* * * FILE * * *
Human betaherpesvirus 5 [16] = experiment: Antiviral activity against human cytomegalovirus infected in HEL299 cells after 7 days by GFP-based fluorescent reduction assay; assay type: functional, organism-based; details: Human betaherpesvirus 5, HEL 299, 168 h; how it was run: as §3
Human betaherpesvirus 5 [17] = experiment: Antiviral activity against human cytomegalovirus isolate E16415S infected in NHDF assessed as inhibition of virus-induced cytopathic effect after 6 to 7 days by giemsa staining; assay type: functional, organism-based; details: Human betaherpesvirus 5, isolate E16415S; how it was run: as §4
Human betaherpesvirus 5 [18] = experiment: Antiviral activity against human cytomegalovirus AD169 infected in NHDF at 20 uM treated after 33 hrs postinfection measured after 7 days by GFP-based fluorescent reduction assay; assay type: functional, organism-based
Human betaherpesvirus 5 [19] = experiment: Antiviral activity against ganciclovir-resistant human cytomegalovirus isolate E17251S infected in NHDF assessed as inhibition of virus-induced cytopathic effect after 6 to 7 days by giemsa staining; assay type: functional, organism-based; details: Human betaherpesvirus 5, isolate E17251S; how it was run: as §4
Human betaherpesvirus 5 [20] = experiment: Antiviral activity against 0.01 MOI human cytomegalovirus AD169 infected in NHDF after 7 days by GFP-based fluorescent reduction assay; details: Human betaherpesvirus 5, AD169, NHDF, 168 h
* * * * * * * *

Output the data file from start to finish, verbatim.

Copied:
Human betaherpesvirus 5 [16] = experiment: Antiviral activity against human cytomegalovirus infected in HEL299 cells after 7 days by GFP-based fluorescent reduction assay; assay type: functional, organism-based; details: Human betaherpesvirus 5, HEL 299, 168 h; how it was run: as §3
Human betaherpesvirus 5 [17] = experiment: Antiviral activity against human cytomegalovirus isolate E16415S infected in NHDF assessed as inhibition of virus-induced cytopathic effect after 6 to 7 days by giemsa staining; assay type: functional, organism-based; details: Human betaherpesvirus 5, isolate E16415S; how it was run: as §4
Human betaherpesvirus 5 [18] = experiment: Antiviral activity against human cytomegalovirus AD169 infected in NHDF at 20 uM treated after 33 hrs postinfection measured after 7 days by GFP-based fluorescent reduction assay; assay type: functional, organism-based
Human betaherpesvirus 5 [19] = experiment: Antiviral activity against ganciclovir-resistant human cytomegalovirus isolate E17251S infected in NHDF assessed as inhibition of virus-induced cytopathic effect after 6 to 7 days by giemsa staining; assay type: functional, organism-based; details: Human betaherpesvirus 5, isolate E17251S; how it was run: as §4
Human betaherpesvirus 5 [20] = experiment: Antiviral activity against 0.01 MOI human cytomegalovirus AD169 infected in NHDF after 7 days by GFP-based fluorescent reduction assay; details: Human betaherpesvirus 5, AD169, NHDF, 168 h